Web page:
The train ride from Guilin to Hong Kong was a bit demoralizing, moving from beautiful, luscious rain forests past endless miles of farms toward Shenzhen. Nearly two thirds of the way through the three hour ride, an American man got onto my car and incessantly took pictures of the landscape, beautiful in ways but failing in comparison to the mystical hills seen just a few hours earlier. I hope he makes it further into China next time, it’s too spectacular.
I arrived in Shenzhen in the mid afternoon, navigated the city’s subway system for the border crossing, and walked my way into Hong Kong with thousands of others. As I stepped into this new country, I felt the change in attitude and openness. Simple points, like the prevalence of English and availability of Google, accelerated the adjustment. The diverse faces and unavoidable pulse in the subways welcomed me to one of the world’s great cities.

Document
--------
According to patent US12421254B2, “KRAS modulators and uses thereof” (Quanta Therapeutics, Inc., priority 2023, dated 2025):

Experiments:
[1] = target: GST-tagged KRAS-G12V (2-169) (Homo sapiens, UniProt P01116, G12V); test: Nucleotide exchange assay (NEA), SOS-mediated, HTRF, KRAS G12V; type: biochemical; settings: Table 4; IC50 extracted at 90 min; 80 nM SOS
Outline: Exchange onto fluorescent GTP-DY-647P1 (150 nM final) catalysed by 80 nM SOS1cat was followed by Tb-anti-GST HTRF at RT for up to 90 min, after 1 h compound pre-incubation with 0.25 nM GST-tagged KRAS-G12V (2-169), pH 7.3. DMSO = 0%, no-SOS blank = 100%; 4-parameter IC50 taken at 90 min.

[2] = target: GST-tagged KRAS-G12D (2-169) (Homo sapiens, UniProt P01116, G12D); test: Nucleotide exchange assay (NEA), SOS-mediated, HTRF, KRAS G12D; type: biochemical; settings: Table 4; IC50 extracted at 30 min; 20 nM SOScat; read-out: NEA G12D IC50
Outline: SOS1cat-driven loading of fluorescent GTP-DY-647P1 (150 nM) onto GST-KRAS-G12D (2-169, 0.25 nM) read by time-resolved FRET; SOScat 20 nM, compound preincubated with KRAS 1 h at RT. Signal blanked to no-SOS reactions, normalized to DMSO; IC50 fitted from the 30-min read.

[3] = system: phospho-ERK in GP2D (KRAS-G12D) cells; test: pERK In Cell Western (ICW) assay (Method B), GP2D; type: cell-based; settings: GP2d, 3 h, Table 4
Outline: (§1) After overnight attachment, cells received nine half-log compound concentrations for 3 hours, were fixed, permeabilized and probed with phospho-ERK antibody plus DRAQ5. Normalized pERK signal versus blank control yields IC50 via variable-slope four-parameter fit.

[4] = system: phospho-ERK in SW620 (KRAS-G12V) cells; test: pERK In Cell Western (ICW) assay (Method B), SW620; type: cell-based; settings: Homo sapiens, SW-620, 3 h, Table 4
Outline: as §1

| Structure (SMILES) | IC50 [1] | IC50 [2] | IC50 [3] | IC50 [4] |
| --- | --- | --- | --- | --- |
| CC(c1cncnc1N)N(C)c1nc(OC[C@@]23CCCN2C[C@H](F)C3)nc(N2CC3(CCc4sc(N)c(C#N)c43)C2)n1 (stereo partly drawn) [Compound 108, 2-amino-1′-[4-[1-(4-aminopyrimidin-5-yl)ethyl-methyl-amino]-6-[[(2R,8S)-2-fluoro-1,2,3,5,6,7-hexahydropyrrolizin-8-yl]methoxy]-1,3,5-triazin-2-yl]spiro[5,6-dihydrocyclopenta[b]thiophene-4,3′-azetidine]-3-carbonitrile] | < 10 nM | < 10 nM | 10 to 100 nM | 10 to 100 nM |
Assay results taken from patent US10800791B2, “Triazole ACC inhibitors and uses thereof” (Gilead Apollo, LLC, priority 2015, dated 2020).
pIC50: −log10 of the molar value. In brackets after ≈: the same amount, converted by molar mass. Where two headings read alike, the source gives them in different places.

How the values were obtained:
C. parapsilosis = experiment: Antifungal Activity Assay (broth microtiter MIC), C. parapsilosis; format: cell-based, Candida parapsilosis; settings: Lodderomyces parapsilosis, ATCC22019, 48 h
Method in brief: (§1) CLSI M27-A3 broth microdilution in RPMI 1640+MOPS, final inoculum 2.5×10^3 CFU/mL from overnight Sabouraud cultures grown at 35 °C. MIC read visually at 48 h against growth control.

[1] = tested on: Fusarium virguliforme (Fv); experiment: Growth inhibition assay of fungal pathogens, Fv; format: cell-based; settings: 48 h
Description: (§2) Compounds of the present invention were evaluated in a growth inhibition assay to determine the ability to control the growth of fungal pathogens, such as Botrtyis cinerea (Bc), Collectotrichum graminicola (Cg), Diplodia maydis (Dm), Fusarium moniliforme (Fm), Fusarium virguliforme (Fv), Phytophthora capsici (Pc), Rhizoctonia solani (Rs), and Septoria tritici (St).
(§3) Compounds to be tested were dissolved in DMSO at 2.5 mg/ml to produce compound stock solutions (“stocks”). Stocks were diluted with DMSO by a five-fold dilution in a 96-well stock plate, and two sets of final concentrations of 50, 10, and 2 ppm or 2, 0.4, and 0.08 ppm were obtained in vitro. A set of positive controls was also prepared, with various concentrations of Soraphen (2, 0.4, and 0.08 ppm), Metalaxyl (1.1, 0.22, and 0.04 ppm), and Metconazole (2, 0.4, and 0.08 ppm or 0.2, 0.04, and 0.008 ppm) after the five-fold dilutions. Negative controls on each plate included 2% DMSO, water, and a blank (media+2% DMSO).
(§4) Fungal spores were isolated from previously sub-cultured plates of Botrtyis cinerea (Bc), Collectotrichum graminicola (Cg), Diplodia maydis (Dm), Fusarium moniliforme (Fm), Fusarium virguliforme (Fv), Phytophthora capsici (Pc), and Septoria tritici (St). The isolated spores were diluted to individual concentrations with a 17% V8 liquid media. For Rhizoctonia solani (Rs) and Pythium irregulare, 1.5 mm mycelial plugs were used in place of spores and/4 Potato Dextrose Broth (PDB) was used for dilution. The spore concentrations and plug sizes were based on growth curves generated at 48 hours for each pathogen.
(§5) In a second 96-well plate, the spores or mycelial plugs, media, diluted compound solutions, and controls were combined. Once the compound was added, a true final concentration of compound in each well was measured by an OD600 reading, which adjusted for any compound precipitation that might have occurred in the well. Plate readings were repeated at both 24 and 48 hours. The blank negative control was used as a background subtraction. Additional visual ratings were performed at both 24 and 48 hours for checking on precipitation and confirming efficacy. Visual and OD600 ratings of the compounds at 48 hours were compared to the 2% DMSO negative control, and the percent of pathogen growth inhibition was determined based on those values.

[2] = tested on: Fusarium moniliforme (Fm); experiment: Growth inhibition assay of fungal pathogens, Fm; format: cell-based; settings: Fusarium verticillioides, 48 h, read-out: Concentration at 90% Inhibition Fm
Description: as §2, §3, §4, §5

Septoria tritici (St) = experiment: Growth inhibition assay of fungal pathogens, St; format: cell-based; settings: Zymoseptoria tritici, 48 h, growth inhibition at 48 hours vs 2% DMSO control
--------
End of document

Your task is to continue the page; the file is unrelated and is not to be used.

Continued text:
Nearly three hours after arriving in Shenzhen, I made it to street level in Hong Kong. People, signs, and skyscrapers. Hostel shopping proved this would be an expensive four days, but I’d found a bed for under $30/night. With a friend living elsewhere in town, I depended far less on the hostel than I had in previous cities. Laying my bags down, I was abruptly introduced to the reality of HK’s limited space. The four person room securely fit two bunk beds and featured no windows but was only occupied by myself and a 30-something Indian man. We had a few other guests over the following three nights, but he and his liberal use of AXE were a mainstay. There was no escape, I doubt I could have done a pushup. I hadn’t seen such tight quarters since the frat.